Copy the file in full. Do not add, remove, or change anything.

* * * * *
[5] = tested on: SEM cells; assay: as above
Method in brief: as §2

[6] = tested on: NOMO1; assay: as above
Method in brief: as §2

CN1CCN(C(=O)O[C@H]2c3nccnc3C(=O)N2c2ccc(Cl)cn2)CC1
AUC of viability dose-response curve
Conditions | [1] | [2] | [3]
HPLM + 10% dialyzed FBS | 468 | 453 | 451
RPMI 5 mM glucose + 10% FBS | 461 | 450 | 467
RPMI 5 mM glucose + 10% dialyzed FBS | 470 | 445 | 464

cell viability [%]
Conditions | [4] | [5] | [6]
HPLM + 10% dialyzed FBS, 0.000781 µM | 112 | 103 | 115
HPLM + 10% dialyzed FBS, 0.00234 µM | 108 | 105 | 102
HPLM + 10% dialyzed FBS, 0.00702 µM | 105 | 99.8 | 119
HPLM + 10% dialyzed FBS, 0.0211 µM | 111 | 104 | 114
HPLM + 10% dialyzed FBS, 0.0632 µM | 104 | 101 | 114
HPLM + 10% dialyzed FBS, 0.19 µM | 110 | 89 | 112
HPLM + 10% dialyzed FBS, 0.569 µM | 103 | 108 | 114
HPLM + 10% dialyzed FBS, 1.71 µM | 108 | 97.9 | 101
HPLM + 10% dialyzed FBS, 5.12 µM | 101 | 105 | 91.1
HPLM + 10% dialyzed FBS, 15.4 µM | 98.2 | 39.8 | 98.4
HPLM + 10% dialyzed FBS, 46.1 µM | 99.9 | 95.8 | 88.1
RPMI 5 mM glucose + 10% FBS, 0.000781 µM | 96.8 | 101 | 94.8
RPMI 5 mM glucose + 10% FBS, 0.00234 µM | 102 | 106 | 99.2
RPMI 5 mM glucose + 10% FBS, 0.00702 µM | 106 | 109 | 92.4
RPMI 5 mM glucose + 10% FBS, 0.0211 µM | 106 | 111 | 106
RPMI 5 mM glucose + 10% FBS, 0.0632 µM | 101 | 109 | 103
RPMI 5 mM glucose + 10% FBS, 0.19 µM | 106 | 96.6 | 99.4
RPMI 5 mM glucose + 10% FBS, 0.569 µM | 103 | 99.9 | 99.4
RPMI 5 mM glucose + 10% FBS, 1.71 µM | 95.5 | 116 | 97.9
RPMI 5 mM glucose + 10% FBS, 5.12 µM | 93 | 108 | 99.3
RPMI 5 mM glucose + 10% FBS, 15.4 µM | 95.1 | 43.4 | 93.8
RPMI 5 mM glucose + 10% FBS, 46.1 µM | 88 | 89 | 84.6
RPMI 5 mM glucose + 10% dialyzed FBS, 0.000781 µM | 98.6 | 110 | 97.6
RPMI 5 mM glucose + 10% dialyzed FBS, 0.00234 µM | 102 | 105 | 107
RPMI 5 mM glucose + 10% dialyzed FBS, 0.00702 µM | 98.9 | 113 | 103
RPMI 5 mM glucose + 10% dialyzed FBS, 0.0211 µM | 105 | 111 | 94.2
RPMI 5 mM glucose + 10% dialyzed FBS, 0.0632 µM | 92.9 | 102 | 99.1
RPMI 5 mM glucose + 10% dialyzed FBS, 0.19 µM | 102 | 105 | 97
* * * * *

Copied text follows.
[5] = tested on: SEM cells; assay: as above
Method in brief: as §2

[6] = tested on: NOMO1; assay: as above
Method in brief: as §2

CN1CCN(C(=O)O[C@H]2c3nccnc3C(=O)N2c2ccc(Cl)cn2)CC1
AUC of viability dose-response curve
Conditions | [1] | [2] | [3]
HPLM + 10% dialyzed FBS | 468 | 453 | 451
RPMI 5 mM glucose + 10% FBS | 461 | 450 | 467
RPMI 5 mM glucose + 10% dialyzed FBS | 470 | 445 | 464

cell viability [%]
Conditions | [4] | [5] | [6]
HPLM + 10% dialyzed FBS, 0.000781 µM | 112 | 103 | 115
HPLM + 10% dialyzed FBS, 0.00234 µM | 108 | 105 | 102
HPLM + 10% dialyzed FBS, 0.00702 µM | 105 | 99.8 | 119
HPLM + 10% dialyzed FBS, 0.0211 µM | 111 | 104 | 114
HPLM + 10% dialyzed FBS, 0.0632 µM | 104 | 101 | 114
HPLM + 10% dialyzed FBS, 0.19 µM | 110 | 89 | 112
HPLM + 10% dialyzed FBS, 0.569 µM | 103 | 108 | 114
HPLM + 10% dialyzed FBS, 1.71 µM | 108 | 97.9 | 101
HPLM + 10% dialyzed FBS, 5.12 µM | 101 | 105 | 91.1
HPLM + 10% dialyzed FBS, 15.4 µM | 98.2 | 39.8 | 98.4
HPLM + 10% dialyzed FBS, 46.1 µM | 99.9 | 95.8 | 88.1
RPMI 5 mM glucose + 10% FBS, 0.000781 µM | 96.8 | 101 | 94.8
RPMI 5 mM glucose + 10% FBS, 0.00234 µM | 102 | 106 | 99.2
RPMI 5 mM glucose + 10% FBS, 0.00702 µM | 106 | 109 | 92.4
RPMI 5 mM glucose + 10% FBS, 0.0211 µM | 106 | 111 | 106
RPMI 5 mM glucose + 10% FBS, 0.0632 µM | 101 | 109 | 103
RPMI 5 mM glucose + 10% FBS, 0.19 µM | 106 | 96.6 | 99.4
RPMI 5 mM glucose + 10% FBS, 0.569 µM | 103 | 99.9 | 99.4
RPMI 5 mM glucose + 10% FBS, 1.71 µM | 95.5 | 116 | 97.9
RPMI 5 mM glucose + 10% FBS, 5.12 µM | 93 | 108 | 99.3
RPMI 5 mM glucose + 10% FBS, 15.4 µM | 95.1 | 43.4 | 93.8
RPMI 5 mM glucose + 10% FBS, 46.1 µM | 88 | 89 | 84.6
RPMI 5 mM glucose + 10% dialyzed FBS, 0.000781 µM | 98.6 | 110 | 97.6
RPMI 5 mM glucose + 10% dialyzed FBS, 0.00234 µM | 102 | 105 | 107
RPMI 5 mM glucose + 10% dialyzed FBS, 0.00702 µM | 98.9 | 113 | 103
RPMI 5 mM glucose + 10% dialyzed FBS, 0.0211 µM | 105 | 111 | 94.2
RPMI 5 mM glucose + 10% dialyzed FBS, 0.0632 µM | 92.9 | 102 | 99.1
RPMI 5 mM glucose + 10% dialyzed FBS, 0.19 µM | 102 | 105 | 97